For example, their discussion of the commercial exploitation of labor feels instructively quaint:
Imagine the town of Sheepville, in which a flock of sheep are full citizens of the community they share with humans. Their basic rights are protected. They enjoy the full benefits of citizenship. They roam freely in various large pastures with lots of shelter.
Donaldson and Kymlicka argue that the picture-book humans of Sheepville should be able to use wool from the sheep when it is, for example, a by-product of shearing undertaken to keep the sheep cool during the warm summer months.
Of course, Donaldson and Kymlicka recognize that this answer comes with risks: When the profit motive is introduced, they note blandly, there is “strong pressure toward exploitation.” But there is nothing distinctively animal about this dynamic: Similar pressure is routinely applied to human workers, but in a suitably regulated society they can “resist the slippery slope.” The idea here is that we help ourselves to a familiar package—regulated capitalism—add animals, and stir. But with familiar packages come familiar problems, and there are obvious limitations to what the regulations of a nation-state can achieve in a world of global capital: Happy sheep in Sheepville may just mean some very sad sheep indeed over in, say, Sheepville’s former colonies.
The real problem runs deeper. The idea of a citizen, the political theorist Seyla Benhabib notes, in her “Borders, Boundaries, and Citizenship,” works by knotting together “the ideals of self-governance and territorially circumscribed nation-state.” Contemporary capitalism pulls the two apart. We are living through a “crisis” of the territorially circumscribed nation-state formation, in which invisible, tentaculate corporate bodies excrete “law which is self-generating and self-regulating but which does not originate though the legislative or deliberative activity of national legislators.” Global law, says Benhabib, is “transterritorial law.” The worry, then, is not that large-scale collective-action problems are really hard but that global capitalism hollows out the categories of liberal political theory. Put differently, if citizenship is dead under a globalized neoliberal regime, who cares whether dogs get to be citizens or not?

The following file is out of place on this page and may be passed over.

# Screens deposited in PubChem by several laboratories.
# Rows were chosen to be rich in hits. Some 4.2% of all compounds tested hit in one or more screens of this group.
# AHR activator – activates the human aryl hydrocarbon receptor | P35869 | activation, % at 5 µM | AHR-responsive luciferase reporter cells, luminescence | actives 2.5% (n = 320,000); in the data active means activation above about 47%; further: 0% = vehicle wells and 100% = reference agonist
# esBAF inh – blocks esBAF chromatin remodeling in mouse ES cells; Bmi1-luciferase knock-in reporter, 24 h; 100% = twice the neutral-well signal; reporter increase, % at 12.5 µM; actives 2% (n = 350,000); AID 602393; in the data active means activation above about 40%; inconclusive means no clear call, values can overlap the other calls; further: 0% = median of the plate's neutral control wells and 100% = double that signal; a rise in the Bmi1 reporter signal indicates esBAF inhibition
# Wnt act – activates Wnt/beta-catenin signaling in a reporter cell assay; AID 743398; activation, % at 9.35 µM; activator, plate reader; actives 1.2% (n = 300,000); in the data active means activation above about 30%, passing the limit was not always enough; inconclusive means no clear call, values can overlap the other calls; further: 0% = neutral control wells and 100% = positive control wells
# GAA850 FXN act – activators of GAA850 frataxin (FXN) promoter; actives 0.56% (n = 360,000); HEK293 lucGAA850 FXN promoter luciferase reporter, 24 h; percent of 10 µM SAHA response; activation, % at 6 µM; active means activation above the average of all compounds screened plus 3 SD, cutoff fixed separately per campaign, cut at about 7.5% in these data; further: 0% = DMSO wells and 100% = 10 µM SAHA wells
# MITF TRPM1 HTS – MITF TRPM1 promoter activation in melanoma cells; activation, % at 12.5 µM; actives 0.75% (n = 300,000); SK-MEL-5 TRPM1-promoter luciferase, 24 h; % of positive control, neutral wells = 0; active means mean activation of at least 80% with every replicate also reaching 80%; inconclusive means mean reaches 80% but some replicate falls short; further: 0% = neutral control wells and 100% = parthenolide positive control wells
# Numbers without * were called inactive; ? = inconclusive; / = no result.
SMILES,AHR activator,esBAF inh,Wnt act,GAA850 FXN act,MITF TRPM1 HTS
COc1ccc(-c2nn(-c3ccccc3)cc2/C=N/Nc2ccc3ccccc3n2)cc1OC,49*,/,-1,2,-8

Can we do better? I think we can. Rather than (or perhaps as well as) a politics of citizenship, animals require a politics of labor: Animals should be recognized as our fellow workers. Like the status of “citizen,” the status of “worker” comes with a tradition of protest and solidarity (“wages for housework,” “sex work is work”); unlike the status of citizen, globalized capital does not hollow it out, but gives it a fresh charge. Like the eco-Marxist tradition, it promises attentiveness to the living matter that makes up the material grounding of politics; unlike that tradition, it makes space for the recognition of animals as fellow agents—dependent and dominated, to be sure, but then, who isn’t?—to whom special duties of care and justice are owed: To recognize a fellow creature as a worker is to recognize them as a creature who is exploitable and (most likely) exploited, and with whom I might be called upon to stand in solidarity.
Nor is the proposal entirely utopian: Some actual practices, piecemeal and flickering, are already moored by a sense of the animal as worker, at least in the UK. Guide dogs are granted retirement at 10 or 11, and in the Calf at Foot Dairy in Suffolk, when cows become too old to calve, they retire and continue to live, as matriarchs, among the rest of the herd. These are benefits that the human citizens of many a nation-state, some of them very rich, are still denied.